March 23, 2004  
Volume 97, Issue 90  

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Harper to lead Conservatives against Martin’s Liberals

By Dan Perry
Gazette Staff

The Conservative Party of Canada held its leadership convention this past weekend, and according to several sources, former Canadian Alliance leader Stephen Harper’s victory over rivals Tony Clement and Belinda Stronach was par for the course.

“There were no real surprises,” said Martin Westmacott, a Western professor of political science. “I think it was pretty clear that Harper was the leading candidate. I was a bit surprised that Tony Clement didn’t get a few more votes in Ontario, [and] at Harper’s strength in Ontario.”

“The last week after that sort of bogus poll came out from Compass, people decided that if they didn’t want Harper, they’d have to vote for Stronach — and that drained a lot of support that Tony had,” explained Gord Haugh, director of communication for Clement’s campaign, regarding Clement’s vote count.

Though the race did garner its fair share of media coverage, King’s College political science professor Jacquetta Newman called the race boring.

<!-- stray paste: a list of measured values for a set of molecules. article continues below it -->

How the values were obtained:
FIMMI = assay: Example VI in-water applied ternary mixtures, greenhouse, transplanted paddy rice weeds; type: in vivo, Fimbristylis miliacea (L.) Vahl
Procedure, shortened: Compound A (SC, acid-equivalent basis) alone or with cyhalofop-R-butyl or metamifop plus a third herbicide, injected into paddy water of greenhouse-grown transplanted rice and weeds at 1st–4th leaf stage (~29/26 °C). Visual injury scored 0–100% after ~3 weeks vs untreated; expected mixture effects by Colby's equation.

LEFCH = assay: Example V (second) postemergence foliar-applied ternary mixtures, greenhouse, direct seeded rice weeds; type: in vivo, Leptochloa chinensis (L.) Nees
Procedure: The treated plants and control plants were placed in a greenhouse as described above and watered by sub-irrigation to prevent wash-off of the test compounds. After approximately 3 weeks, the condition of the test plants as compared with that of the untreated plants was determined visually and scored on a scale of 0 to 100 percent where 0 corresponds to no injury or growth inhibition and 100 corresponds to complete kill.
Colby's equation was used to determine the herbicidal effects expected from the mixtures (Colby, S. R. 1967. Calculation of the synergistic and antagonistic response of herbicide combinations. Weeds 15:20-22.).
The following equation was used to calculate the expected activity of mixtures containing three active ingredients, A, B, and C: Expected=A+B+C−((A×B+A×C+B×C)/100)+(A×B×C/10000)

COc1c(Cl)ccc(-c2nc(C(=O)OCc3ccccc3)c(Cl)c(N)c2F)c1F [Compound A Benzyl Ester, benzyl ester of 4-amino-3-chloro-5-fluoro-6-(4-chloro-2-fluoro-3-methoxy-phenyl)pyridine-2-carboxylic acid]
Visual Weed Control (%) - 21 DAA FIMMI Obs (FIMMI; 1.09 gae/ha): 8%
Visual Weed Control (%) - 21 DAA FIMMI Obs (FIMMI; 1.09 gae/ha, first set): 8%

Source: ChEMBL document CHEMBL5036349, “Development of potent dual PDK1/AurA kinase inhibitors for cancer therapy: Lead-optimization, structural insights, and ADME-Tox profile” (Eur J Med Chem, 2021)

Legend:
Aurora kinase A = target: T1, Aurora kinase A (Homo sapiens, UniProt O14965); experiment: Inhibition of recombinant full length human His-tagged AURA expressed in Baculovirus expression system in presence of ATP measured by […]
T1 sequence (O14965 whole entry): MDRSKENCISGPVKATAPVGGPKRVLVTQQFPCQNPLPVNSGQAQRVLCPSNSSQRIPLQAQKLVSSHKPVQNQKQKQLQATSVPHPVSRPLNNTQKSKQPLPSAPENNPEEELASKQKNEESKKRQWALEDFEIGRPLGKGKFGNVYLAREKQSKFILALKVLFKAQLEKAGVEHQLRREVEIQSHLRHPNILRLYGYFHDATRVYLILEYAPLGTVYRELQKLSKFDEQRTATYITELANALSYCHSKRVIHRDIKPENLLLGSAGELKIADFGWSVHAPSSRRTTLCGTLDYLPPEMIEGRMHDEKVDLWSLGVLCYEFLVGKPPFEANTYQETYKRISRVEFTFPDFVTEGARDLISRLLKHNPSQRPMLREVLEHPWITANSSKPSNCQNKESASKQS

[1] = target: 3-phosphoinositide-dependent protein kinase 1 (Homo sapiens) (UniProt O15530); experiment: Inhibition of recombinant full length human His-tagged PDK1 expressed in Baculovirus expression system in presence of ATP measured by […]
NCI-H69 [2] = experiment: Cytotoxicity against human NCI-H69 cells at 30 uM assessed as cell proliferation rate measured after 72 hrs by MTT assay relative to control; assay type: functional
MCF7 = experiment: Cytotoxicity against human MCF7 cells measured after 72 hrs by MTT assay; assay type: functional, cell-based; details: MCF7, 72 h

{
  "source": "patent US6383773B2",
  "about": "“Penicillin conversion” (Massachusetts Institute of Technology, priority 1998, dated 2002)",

“It seems to me that this race was colourless. You’ve got a backroom boy, a backroom boy who was a provincial health minister, and a business woman who has no political experience,” she said. “So, it was two guys with no charisma and one who has charisma just because she’s different from the other two; two guys in grey suits and one in pink Chanel suits.”

Newman said that rule changes for leadership campaigns effectively sucked the life from the events. “Now that the rules have changed to bring out ‘more serious democracy’, it’s a one-day affair. So you’ve got three candidates who aren’t very exciting, and a one-day event that’s not exciting.

“And then [the party is] going to use this as a springboard?” Newman asked. “You’ve got to wonder about a party who can’t find three more interesting candidates to run.”

Dave Forestell, a Western law student and national youth chair for Stronach’s campaign, said the campaign was not a total loss. “I think Belinda had a very strong finish — we went from zero to 35 per cent. She’s going to be a strong [member of Parliament] and one day she will be our prime minister,” he said, adding the party must now support their new leader.

Westmacott said Harper’s victory was good for the party. “I think it puts them in a much stronger position than anyone envisaged, especially in view of the sponsorship scandal.”

“All of our volunteers know it’s only the first step in a process and they’re gearing up — there’s a federal election coming,” said Carolyn Stewart-Olson, Harper’s campaign press secretary.



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